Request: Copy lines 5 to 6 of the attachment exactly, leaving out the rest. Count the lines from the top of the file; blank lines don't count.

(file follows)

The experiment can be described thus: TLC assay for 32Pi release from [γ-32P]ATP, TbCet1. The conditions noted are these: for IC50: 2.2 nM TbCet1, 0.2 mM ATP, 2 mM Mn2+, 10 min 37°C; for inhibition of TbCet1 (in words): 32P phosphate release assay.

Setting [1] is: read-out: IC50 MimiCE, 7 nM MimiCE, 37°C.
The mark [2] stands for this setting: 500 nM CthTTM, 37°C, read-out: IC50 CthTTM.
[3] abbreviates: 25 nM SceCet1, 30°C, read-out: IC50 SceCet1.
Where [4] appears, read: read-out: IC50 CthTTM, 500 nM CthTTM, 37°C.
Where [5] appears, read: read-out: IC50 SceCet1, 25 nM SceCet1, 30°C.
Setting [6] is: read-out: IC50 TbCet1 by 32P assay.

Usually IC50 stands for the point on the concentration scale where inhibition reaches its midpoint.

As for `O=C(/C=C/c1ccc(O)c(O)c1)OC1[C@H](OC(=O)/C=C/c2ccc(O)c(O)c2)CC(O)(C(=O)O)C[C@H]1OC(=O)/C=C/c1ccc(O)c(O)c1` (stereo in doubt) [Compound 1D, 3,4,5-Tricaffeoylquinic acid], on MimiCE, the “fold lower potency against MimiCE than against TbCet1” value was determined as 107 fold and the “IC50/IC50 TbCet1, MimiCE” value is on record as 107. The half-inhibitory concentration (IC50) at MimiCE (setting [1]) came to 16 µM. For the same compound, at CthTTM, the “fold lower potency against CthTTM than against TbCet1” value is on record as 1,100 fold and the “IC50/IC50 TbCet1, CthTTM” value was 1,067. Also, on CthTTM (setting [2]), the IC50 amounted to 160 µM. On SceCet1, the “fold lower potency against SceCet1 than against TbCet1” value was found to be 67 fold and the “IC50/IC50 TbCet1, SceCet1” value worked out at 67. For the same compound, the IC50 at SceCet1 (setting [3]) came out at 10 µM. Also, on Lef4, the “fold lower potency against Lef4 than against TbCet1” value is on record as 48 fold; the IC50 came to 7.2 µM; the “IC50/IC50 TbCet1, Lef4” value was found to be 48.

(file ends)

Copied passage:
Where [4] appears, read: read-out: IC50 CthTTM, 500 nM CthTTM, 37°C.
Where [5] appears, read: read-out: IC50 SceCet1, 25 nM SceCet1, 30°C.